Boris Gelfand: 'There are not enough places for everyone'

10/31/2007 – The oldest player – at 39 – in the World Championship in Mexico almost pulled off a surprise win, always staying within striking distance of the ultimate winner Vishy Anand – the second oldest player. In the end Boris Gelfand shared 2nd-3rd with Vladimir Kramnik. But he improved his "invitability" to top chess events further. What about the others? Interview with Boris Gelfand.

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Interview with Boris Gelfand

The following interview was conducted by the German chess site Schachlinks.com.

Schachlinks: Hello Mr Gelfand! First of all congratulations for your very successful performance during the World Chess Championship in Mexico City! Which primarily impressions do you have after this event?

Boris Gelfand: I think that the tournament in Mexico was very interesting. The chess world witnessed a lot of spectacular games. It was a good opportunity for me to show my best, and I think that I played well in most of the games.

How was the atmosphere on site? Did you use the occasion to take a look at into the “Valley of Anáhuac”? Some people think the Mexican organization may have been a little bit “chaotic” – how was your feeling about that?

Gelfand: In my opinion, the tournament was excellently organized and I want to thank Mr Jorge Saggiante , Mr. Paul German and all the team of organizers for providing us with best possible conditions. The atmosphere was friendly, despite the tense competition. There was not the slightest incident, and players often shared jokes before the round. I came to Mexico a week before the tournament started and had time to see this beautiful city.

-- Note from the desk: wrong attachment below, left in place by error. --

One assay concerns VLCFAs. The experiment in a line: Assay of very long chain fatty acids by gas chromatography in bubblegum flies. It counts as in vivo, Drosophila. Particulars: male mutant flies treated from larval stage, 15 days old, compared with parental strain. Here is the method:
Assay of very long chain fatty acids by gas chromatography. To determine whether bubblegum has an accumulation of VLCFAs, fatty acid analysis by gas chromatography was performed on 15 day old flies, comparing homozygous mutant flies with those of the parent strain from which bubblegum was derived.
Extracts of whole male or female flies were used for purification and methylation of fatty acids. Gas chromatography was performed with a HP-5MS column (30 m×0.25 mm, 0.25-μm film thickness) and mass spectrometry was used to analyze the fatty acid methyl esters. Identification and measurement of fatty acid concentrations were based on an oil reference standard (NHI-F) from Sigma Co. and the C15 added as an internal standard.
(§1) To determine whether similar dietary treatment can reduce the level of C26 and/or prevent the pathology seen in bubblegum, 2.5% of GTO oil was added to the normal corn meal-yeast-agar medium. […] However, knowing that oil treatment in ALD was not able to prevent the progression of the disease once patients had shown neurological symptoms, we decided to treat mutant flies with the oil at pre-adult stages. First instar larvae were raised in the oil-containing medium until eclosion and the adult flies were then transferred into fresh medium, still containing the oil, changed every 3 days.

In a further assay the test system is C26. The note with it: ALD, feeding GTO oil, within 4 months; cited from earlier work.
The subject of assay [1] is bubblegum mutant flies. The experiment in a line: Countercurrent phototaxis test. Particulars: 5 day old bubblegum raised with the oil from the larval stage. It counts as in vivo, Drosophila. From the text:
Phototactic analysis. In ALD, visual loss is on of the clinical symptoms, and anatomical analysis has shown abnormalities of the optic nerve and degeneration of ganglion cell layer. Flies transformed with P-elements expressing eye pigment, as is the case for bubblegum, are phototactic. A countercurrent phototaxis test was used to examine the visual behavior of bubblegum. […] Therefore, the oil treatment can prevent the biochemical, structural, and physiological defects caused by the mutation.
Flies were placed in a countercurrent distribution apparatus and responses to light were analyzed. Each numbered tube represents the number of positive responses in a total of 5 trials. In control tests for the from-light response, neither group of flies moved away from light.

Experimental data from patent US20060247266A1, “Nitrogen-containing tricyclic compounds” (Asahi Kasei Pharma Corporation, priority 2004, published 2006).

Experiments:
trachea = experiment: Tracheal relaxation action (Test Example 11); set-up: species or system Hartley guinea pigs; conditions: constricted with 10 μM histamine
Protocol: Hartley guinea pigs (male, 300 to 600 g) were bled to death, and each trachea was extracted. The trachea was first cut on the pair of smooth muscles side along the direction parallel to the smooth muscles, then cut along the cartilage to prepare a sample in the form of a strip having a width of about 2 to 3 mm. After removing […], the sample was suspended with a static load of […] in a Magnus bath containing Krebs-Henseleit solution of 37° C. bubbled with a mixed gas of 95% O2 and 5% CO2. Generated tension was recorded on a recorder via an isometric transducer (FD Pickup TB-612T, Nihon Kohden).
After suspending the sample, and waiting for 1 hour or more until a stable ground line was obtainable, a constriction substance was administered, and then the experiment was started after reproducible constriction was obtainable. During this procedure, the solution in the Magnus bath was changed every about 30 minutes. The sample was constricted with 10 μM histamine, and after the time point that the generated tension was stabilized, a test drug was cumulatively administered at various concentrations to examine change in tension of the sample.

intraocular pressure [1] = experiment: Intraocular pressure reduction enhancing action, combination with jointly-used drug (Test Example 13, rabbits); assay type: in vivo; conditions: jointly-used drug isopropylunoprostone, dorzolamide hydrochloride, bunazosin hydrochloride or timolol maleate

The first round was the meeting of the later champion and the most dangerous hunter: Anand vs Gelfand! You played with the black pieces and reached a comfortable position after the opening, while using the Petroff Defence. The draw was a little bit surprising to experts – you had possibilities for more:


Anand-Gelfand, Round 1, Position after 22...Re1

Did you later regard the draw as a missed chance?

Gelfand: Actually I had a lapse of concentration, as I forgot about the possibility to take on f4. I saw this idea in some other line. Actually I had a chance only for one move, as it was a blunder by my opponent. Almost any other white move would lead to a just symbolic edge for Black.

How do I have to imagine the daily procedure for a protagonist during the three weeks of the World Championship? Who was your second? How did you prepare before the tournament?

Gelfand: I was assisted by Alexander Huzman and Pavel Eljanov. Both of them helped me a lot and I am thankful to them. We had an excellent atmosphere in my team. Pavel and Alexander were working a lot during the nights, analyzing different openings, which could happen the next day. Then I would wake up, have breakfast and then join the analysis. Before the tournament we prepared for three weeks in the mountains of Kazakhstan. Some of the ideas we worked out there were used in Mexico, for example in my white game against Aronian.

Did you believe at any time during the tournament that you could win the Championship?

Gelfand: During the tournament I was concentrated solely on my games and was not thinking at all about my chances. It is a very strong tournament and I had to ensure that I’d have maximum concentration in every game and leave aside all the thoughts which could distract me.

You reached the World Championship tournament through the long road of Candidate Matches, and in the end you finished 2nd/3rd with Vladimir Kramnik, one point ahead of place four! For the next cycle you are empty-handed, while other players have privileges. What are your intentions in the next cycle? Do you hope to make another big assault?